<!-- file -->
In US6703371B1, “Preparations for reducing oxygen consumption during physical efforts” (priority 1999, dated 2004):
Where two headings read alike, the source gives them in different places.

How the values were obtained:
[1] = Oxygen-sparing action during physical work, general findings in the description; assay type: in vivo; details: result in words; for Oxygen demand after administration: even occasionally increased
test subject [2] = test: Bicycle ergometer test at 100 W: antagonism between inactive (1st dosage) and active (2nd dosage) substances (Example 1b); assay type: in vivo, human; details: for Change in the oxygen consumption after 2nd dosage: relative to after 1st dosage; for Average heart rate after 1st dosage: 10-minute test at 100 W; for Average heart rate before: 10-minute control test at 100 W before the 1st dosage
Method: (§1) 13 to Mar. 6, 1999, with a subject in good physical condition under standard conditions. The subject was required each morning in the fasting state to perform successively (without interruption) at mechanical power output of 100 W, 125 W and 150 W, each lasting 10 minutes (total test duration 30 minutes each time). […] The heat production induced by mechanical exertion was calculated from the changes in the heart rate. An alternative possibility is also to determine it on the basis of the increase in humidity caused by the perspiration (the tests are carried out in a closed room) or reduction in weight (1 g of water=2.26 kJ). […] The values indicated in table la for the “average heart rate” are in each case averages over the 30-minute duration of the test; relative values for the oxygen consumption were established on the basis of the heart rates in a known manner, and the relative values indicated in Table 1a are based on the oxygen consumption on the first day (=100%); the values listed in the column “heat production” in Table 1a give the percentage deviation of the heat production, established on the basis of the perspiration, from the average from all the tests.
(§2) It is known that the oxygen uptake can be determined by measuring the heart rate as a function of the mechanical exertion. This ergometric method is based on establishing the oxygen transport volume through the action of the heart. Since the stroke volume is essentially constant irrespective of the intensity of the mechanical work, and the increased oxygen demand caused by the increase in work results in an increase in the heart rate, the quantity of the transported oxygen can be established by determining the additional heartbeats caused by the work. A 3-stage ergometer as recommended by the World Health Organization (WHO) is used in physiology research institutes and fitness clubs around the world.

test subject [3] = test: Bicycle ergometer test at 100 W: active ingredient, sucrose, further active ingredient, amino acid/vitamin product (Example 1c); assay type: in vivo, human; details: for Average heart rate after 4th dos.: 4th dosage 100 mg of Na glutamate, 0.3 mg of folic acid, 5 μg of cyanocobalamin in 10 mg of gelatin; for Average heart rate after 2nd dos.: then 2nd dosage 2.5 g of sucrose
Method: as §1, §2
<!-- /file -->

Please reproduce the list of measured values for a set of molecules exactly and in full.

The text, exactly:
In US6703371B1, “Preparations for reducing oxygen consumption during physical efforts” (priority 1999, dated 2004):
Where two headings read alike, the source gives them in different places.

How the values were obtained:
[1] = Oxygen-sparing action during physical work, general findings in the description; assay type: in vivo; details: result in words; for Oxygen demand after administration: even occasionally increased
test subject [2] = test: Bicycle ergometer test at 100 W: antagonism between inactive (1st dosage) and active (2nd dosage) substances (Example 1b); assay type: in vivo, human; details: for Change in the oxygen consumption after 2nd dosage: relative to after 1st dosage; for Average heart rate after 1st dosage: 10-minute test at 100 W; for Average heart rate before: 10-minute control test at 100 W before the 1st dosage
Method: (§1) 13 to Mar. 6, 1999, with a subject in good physical condition under standard conditions. The subject was required each morning in the fasting state to perform successively (without interruption) at mechanical power output of 100 W, 125 W and 150 W, each lasting 10 minutes (total test duration 30 minutes each time). […] The heat production induced by mechanical exertion was calculated from the changes in the heart rate. An alternative possibility is also to determine it on the basis of the increase in humidity caused by the perspiration (the tests are carried out in a closed room) or reduction in weight (1 g of water=2.26 kJ). […] The values indicated in table la for the “average heart rate” are in each case averages over the 30-minute duration of the test; relative values for the oxygen consumption were established on the basis of the heart rates in a known manner, and the relative values indicated in Table 1a are based on the oxygen consumption on the first day (=100%); the values listed in the column “heat production” in Table 1a give the percentage deviation of the heat production, established on the basis of the perspiration, from the average from all the tests.
(§2) It is known that the oxygen uptake can be determined by measuring the heart rate as a function of the mechanical exertion. This ergometric method is based on establishing the oxygen transport volume through the action of the heart. Since the stroke volume is essentially constant irrespective of the intensity of the mechanical work, and the increased oxygen demand caused by the increase in work results in an increase in the heart rate, the quantity of the transported oxygen can be established by determining the additional heartbeats caused by the work. A 3-stage ergometer as recommended by the World Health Organization (WHO) is used in physiology research institutes and fitness clubs around the world.

test subject [3] = test: Bicycle ergometer test at 100 W: active ingredient, sucrose, further active ingredient, amino acid/vitamin product (Example 1c); assay type: in vivo, human; details: for Average heart rate after 4th dos.: 4th dosage 100 mg of Na glutamate, 0.3 mg of folic acid, 5 μg of cyanocobalamin in 10 mg of gelatin; for Average heart rate after 2nd dos.: then 2nd dosage 2.5 g of sucrose
Method: as §1, §2